Monday, 27 October 2008

Sterling crashes

It is down 13 percent this month alone.

Does anyone see a problem here?

Is this a good time to cut interest rates?


Nick von Mises said...

Be glad we aren't in the Eurozone. Anyhoo, this is all temporary caused by:

1) Flight to liquidity (USD)
2) Unwind of carry trades (JPY)

And then just a generally scramble away from risk (mostly emerging markets) into low risk/low yield (mostly bonds of senior governments). Once that's played out we'll be back to normal exchange rates.

My guess is USD/GBP will be 1.7 and JPY/GBP will be 180

Anonymous said...

This is a massive run on the pound: I am seeing predictions of the pound hitting 80 US cents before xmas. This is bad! I would hedge your wealth because the pound will be toast very shortly.

Anonymous said...

It will bounce back.

Anonymous said...

"I am seeing predictions of the pound hitting 80 US cents before xmas."

Why is it that when something changes somebody draws a straight line through it and predicts then end of the universe?

I thank the Almighty that the people who prepare the tide-tables don't do the same thing.

It will bounce back, and yes it'll be a dead-cat bounce. First it was Iceland, now the UK. Other currencies still have the cliff to fall off.

The UK is insolvent, but no worse than many other countries. And better than a few.

The statistic that is causing me the most concern is the Baltic Dry Index...

Anonymous said...

Willem Buiter seems relaxed, if not resigned, on this point:

"The reason I would go into the rate setting meeting expecting to participate in a decision to cut rates by somewhere between 100 and 150 basis points, is that I am not at all convinced that the most likely response of sterling to a rate cut of such magnitude would be a sharp decline in its value. Conventional economics of the type I still teach when they let me implies that, holding constant the exchange rate risk premium, an unexpected cut in the policy rate (not accompanied by equivalent unexpected hikes in future rates) would indeed cause a depreciation of sterling.

But during my time on the MPC, I have learnt to give up trying to treat the exchange rate as either endogenous to the decisions taken by the MPC or as predictable. Instead, I now think of the exchange rate as a rogue elephant: unpredictable, dangerous and to be treated with respect, if not with fear; not something to be manipulated or managed by the hunter, camera-toting tourist or monetary policy maker."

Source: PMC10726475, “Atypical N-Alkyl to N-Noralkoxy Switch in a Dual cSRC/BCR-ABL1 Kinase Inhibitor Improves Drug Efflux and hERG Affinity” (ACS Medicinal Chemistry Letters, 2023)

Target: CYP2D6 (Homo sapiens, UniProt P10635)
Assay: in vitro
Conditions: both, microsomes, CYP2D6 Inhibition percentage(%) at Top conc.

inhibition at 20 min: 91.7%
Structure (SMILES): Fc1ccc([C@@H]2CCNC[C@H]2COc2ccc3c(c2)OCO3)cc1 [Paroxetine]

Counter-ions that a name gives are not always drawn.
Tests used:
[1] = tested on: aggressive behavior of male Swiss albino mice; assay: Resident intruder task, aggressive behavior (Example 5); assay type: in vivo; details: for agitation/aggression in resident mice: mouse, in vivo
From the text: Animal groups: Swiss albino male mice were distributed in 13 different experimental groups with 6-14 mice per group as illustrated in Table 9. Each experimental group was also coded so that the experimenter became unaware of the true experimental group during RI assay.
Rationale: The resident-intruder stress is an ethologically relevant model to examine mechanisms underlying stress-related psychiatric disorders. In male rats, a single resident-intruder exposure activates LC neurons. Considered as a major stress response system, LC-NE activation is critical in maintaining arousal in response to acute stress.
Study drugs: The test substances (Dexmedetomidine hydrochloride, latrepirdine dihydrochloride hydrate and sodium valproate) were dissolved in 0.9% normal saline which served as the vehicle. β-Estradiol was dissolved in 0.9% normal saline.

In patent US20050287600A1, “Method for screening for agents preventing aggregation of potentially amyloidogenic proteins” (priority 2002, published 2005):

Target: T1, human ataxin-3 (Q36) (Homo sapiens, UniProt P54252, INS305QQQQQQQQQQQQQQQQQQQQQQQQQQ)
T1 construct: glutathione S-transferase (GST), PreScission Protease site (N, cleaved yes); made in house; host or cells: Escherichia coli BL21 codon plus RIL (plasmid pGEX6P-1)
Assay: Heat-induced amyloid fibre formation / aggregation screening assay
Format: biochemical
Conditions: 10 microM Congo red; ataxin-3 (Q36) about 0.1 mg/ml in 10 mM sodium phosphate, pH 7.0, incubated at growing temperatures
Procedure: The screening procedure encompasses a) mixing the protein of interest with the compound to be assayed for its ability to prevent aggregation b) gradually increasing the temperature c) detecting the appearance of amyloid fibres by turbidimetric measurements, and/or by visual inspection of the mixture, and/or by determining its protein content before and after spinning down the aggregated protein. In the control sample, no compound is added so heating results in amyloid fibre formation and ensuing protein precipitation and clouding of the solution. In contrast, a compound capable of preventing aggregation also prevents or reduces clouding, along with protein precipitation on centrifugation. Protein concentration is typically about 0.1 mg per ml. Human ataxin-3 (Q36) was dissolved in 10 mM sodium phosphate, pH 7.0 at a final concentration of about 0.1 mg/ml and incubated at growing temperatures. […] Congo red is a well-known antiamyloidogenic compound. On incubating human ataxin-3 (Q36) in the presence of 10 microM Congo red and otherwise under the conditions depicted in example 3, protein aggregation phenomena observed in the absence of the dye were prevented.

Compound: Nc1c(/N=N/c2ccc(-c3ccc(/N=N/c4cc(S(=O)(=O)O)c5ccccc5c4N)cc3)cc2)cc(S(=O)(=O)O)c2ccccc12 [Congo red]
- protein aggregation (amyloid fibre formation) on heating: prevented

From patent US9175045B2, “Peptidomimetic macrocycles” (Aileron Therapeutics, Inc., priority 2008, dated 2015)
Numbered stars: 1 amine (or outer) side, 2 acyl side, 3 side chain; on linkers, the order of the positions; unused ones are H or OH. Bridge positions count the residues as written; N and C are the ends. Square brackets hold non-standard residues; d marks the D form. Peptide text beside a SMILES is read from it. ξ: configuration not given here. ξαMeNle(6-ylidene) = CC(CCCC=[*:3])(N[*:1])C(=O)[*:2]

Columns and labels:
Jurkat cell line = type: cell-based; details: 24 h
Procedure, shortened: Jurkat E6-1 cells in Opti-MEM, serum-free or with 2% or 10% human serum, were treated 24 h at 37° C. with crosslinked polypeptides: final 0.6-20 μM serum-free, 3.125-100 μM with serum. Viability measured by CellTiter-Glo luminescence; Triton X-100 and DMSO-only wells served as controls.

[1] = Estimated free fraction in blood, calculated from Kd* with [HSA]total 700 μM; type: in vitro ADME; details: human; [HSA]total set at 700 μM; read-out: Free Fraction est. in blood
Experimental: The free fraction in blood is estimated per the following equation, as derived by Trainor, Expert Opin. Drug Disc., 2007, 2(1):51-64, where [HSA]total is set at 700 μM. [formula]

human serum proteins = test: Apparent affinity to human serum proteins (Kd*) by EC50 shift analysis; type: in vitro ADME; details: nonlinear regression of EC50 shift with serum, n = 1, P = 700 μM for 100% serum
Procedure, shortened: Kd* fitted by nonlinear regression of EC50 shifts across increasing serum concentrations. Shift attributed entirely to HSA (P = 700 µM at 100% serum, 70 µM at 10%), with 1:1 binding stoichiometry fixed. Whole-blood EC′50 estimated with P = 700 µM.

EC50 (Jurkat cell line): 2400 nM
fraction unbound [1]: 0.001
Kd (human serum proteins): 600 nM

From here:

Nick von Mises said...

Oil down from $147 to $61
Gold down from $1040 to $730
FTSE down from 6,800 to 3,800
Median house down from £210k to £170k

And you want to tell me holding pounds in a bank account is a BAD idea?

You crazy people.

Anonymous said...

Hi NIck,

"Anyhoo, this is all temporary caused by:..."

I would love to believe this. But I am concerned that it is not the case.

This currency slide happens against the relative low value of what we produce in the UK compared with Japan and much of the rest of Asia now, and even the best economies in continental Europe.

We (and the US) have been living on borrowed time by living on Asian credit. The world has discovered that our much-vaunted and bloated Financial Services sector has really been rendering disservices, and we really have little else to offer to cover the cost of our needed imports.

Asian credit has allowed wage costs here to hover about 200% above their real value - excluding the negative value of much of what has gone on in the City.

Yes, the carry trade unwinds. The question is: Why does it have to unwind? - Re. the above.

B. in C.

Anonymous said...

I didn't want to sound alarmist, but we are going to see a massive unwinding of the pound, and an almighty global repricing. It is going to be one of the great economic shocks of all time.

When over, we will be valued in true accordance vis-a-vis China. I think 80 US cents is about right for the most indebted country in human history. Sorry for bringing the truth.

Anonymous said...

"When over, we will be valued in true accordance vis-a-vis China. I think 80 US cents is about right for the most indebted country in human history. Sorry for bringing the truth."

Well the pound is worth more than 80 US cents. This is because the dollar is as worthless as the pound is.

The Chinese yuan is also worthless with reserves full of worthless dollars and with loads of factories producing items that no-one can afford.

The game of "last currency standing" will be an interesting one. I think low-debt agricultural countries may do well out of this one.

aSteve said...

Nick Von, You'd have been better off if you held yen in your bank account.